How to create an F# project under Linux

There isn’t a ton of info about starting out a new F# project under Linux so I’ve decided to document how I do it.

Install Mono

Following the instructions on the official F# site, install Mono and F#:

sudo apt-get install mono-complete fsharp

You can test that F# is installed by typing


to bring up the F# compiler.

Install Visual Studio Code

You could use any editor, I chose Visual Studio Code because it offers superb F# integration when combined with the Ionide plugin.

After installing VS Code press Ctr-Shift-X to open the Extension window and search for “Ionide” and install the following extensions:

  • Ionide-fsharp
  • Ionide-Paket
  • Ionide-FAKE

Start a new project

Using Ctr-P bring up the command window and type:

>f#:new project

Follow the instruction and select a class library project.

This will create the base project scaffolding including some files and folders. Now might be a good time to do a git init.


To build your project you must use the script. If you try this now, the command will fail because it won’t be able to find the Paket bootstrapper.

Paket is the package manager that downloads, installs and manages dependencies,  much like NuGet, Cargo or RubyGem on other platforms.

So head on over and download the latest Paket bootstrapper specifically paket.bootstrapper.exe and drop it in the .paket folder that was created by Ionide.

You can now run


And Paket will create a paket.dependencies and paket.lock.

Adding some code to the project

There should be a folder with the project name you specified to Ionide . Let’s add a new file to this project.

You have two choices here:

  1. Add it manually
  2. Use Ionide to automatically add the file to the project

Add it manually

To add the file manually you must create a new file with a .fs extension using the file system or VS Code.

Next you must add your file to the project by editing the .fsproj file.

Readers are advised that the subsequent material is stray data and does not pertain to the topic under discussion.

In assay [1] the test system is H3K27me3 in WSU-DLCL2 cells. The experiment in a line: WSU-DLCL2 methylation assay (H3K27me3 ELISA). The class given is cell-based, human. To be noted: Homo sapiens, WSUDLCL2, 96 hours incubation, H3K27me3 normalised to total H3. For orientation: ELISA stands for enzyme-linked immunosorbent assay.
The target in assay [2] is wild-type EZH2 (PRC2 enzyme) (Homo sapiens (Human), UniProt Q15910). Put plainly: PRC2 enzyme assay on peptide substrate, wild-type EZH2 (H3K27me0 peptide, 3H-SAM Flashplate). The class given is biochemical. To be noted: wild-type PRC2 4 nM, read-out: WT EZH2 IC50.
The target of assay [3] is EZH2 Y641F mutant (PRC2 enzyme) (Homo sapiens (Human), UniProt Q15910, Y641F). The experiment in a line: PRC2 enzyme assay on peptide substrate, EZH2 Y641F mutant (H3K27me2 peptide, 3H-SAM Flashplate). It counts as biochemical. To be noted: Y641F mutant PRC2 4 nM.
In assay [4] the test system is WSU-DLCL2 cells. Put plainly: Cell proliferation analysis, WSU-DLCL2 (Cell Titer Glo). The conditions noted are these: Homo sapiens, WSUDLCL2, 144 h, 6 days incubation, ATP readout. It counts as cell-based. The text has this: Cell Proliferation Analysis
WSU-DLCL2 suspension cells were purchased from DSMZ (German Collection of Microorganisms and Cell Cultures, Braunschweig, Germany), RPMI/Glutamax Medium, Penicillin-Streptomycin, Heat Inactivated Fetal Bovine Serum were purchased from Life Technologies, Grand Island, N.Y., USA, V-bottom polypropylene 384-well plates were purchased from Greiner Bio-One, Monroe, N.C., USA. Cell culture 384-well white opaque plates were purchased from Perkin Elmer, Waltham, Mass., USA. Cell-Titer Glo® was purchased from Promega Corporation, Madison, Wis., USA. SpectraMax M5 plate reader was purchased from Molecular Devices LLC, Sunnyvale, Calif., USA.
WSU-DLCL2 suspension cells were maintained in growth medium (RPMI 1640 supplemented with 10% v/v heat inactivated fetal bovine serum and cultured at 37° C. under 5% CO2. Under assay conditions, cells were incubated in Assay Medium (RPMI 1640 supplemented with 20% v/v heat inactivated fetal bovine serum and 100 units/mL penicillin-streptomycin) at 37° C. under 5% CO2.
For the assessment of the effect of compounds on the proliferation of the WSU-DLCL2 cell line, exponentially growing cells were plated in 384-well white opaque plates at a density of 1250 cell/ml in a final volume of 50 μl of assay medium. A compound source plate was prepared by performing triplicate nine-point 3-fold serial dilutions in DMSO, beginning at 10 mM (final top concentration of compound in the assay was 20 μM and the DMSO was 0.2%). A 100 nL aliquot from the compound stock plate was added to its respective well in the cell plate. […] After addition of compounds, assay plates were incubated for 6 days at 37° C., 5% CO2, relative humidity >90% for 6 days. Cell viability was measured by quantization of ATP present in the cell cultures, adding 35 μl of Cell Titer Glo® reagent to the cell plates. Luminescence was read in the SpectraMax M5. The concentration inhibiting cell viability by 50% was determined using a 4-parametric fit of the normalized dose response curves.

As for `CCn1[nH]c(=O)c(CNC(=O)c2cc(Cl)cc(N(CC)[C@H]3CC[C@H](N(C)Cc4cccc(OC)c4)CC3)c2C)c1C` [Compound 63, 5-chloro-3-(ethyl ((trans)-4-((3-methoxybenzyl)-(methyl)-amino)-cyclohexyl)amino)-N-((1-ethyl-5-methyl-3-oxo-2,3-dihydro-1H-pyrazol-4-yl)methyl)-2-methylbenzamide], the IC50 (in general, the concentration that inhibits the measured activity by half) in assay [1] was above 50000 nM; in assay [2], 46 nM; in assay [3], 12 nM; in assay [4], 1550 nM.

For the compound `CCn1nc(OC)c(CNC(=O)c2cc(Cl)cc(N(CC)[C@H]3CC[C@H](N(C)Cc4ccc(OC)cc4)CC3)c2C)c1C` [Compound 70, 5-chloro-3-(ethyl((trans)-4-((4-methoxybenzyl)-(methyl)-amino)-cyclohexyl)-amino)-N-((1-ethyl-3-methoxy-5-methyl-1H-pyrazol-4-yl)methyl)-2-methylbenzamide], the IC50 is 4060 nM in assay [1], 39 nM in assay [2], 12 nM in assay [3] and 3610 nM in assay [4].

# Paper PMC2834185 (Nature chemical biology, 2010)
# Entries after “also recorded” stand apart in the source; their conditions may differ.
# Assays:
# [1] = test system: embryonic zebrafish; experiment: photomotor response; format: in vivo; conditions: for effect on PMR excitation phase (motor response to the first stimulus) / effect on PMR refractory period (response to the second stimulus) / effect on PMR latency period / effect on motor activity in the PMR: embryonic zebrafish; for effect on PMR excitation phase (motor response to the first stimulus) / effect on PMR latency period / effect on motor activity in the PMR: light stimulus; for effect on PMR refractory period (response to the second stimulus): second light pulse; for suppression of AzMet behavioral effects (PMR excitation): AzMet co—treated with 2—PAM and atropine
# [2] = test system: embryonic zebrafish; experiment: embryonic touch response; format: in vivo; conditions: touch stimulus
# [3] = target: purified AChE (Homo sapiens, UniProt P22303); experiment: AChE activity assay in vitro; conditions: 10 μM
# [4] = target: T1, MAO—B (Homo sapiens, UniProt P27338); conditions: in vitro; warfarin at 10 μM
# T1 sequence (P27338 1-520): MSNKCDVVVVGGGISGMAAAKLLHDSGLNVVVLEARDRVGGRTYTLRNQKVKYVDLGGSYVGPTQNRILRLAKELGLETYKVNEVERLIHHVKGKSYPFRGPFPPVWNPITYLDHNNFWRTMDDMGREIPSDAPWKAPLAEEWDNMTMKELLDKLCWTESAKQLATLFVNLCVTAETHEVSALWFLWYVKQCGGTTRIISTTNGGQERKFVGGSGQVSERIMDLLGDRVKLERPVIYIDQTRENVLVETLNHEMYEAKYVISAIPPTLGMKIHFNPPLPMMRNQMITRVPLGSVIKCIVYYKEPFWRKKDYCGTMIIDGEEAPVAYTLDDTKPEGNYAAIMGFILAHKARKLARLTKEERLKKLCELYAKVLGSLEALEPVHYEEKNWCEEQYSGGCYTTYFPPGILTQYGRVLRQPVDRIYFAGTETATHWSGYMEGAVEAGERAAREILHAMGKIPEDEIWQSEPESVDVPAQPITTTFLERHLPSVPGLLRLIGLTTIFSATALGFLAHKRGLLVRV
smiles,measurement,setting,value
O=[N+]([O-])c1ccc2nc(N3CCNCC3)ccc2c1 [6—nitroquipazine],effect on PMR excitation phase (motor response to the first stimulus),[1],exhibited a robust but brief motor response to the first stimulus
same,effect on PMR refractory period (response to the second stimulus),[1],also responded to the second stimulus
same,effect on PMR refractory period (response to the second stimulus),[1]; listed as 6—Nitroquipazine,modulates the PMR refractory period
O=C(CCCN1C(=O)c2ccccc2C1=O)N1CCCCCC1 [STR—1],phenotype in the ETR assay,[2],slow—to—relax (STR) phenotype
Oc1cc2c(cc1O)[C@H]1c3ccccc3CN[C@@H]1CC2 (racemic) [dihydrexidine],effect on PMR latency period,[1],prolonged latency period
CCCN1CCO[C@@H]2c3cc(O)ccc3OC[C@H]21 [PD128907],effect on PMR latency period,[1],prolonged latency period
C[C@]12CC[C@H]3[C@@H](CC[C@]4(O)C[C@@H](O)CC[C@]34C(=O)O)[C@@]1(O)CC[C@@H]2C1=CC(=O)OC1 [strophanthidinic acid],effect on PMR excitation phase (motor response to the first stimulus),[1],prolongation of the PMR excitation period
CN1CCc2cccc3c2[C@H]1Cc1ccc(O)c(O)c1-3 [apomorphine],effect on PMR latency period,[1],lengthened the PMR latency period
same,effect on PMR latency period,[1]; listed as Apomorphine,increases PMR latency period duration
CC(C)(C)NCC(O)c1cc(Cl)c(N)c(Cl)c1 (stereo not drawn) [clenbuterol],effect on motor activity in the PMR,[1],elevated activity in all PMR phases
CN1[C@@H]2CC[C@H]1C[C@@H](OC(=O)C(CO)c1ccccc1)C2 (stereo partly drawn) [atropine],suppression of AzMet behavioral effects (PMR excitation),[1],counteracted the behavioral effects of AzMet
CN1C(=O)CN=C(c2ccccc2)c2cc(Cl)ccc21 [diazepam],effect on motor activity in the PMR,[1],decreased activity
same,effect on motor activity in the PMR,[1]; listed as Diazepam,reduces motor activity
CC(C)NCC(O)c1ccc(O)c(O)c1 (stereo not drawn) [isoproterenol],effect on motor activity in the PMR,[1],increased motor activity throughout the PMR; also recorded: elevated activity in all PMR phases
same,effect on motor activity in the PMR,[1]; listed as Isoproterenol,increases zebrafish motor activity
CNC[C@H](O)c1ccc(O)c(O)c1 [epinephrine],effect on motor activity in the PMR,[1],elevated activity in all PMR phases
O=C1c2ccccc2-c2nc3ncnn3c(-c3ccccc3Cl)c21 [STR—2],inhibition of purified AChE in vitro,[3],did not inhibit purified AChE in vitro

Then open your .fsproj file and locate the ItemGroup section which includes the Compile Include tags. Similar to this:
Add a new entry:
Be careful, the order of the elements is important. If a file A is a dependency for file B, it must come before file B in this listing. In this example NewFile.fs can be a dependency for genesis2.fs but the reverse can’t be true.
The manual technique, even though it is tedious, is useful, particularly to debug your fsproj.

Use Ionide

The alternative is to use Ionide a to add a new file for you.

Create the new .fs file like before, but this time use Ctr-P, type in


And select, Add current file to project. Voila!

Adding a new dependency to our existing project

Let’s add a new dependency to our project, MathNet.Numerics, a library that provides methods and algorithms for numerical computations.

Again let’s see how to add it both manually and using the Ionide plugin.

Before installing any packages make sure that the .paket/paket.exe file that was previously downloaded by the bootstrapper  is executable. To do so, change the permissions via the command line or the GUI.

Add it manually

First open the paket.dependencies file in your project root and add the following line:

nuget MathNet.Numerics
And then in your project folder (for each of the projects where you want to install the dependencies) locate the paket.references file and add this line:
Then run:
.paket/paket.exe install
To check that everything is working you can by adding the following in one of your source file:
open MathNet.Numerics.Distributions
And build your project again.

Use Ionide

Open the .fsproj file of the project you want to add the dependency to, type in Ctr-P and then:

> paket: Add NuGet to current project

Debugging the project

Twice I’ve had the project refusing to build because of the paket dependencies after a Mono upgrade. In this case your best bet is to delete the dependency info in the fsproj and add them again.

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